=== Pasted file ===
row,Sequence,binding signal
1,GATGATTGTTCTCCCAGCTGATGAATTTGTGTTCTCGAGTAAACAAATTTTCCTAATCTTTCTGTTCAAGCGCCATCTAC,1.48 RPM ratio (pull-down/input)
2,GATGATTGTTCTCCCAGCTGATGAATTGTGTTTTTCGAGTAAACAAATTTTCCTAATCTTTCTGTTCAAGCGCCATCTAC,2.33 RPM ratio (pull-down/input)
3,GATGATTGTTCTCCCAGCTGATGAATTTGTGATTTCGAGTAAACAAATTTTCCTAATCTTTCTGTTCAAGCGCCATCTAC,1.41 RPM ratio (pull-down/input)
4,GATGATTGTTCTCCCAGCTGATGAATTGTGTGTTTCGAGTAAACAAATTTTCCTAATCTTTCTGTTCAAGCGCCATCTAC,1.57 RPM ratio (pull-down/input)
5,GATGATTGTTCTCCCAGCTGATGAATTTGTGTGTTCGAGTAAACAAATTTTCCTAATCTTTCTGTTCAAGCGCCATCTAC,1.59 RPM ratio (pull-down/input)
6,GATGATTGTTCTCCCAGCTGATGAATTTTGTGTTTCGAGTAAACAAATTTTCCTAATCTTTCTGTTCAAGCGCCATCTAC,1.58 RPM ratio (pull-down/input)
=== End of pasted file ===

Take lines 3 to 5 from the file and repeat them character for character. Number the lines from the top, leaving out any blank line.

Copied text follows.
2,GATGATTGTTCTCCCAGCTGATGAATTGTGTTTTTCGAGTAAACAAATTTTCCTAATCTTTCTGTTCAAGCGCCATCTAC,2.33 RPM ratio (pull-down/input)
3,GATGATTGTTCTCCCAGCTGATGAATTTGTGATTTCGAGTAAACAAATTTTCCTAATCTTTCTGTTCAAGCGCCATCTAC,1.41 RPM ratio (pull-down/input)
4,GATGATTGTTCTCCCAGCTGATGAATTGTGTGTTTCGAGTAAACAAATTTTCCTAATCTTTCTGTTCAAGCGCCATCTAC,1.57 RPM ratio (pull-down/input)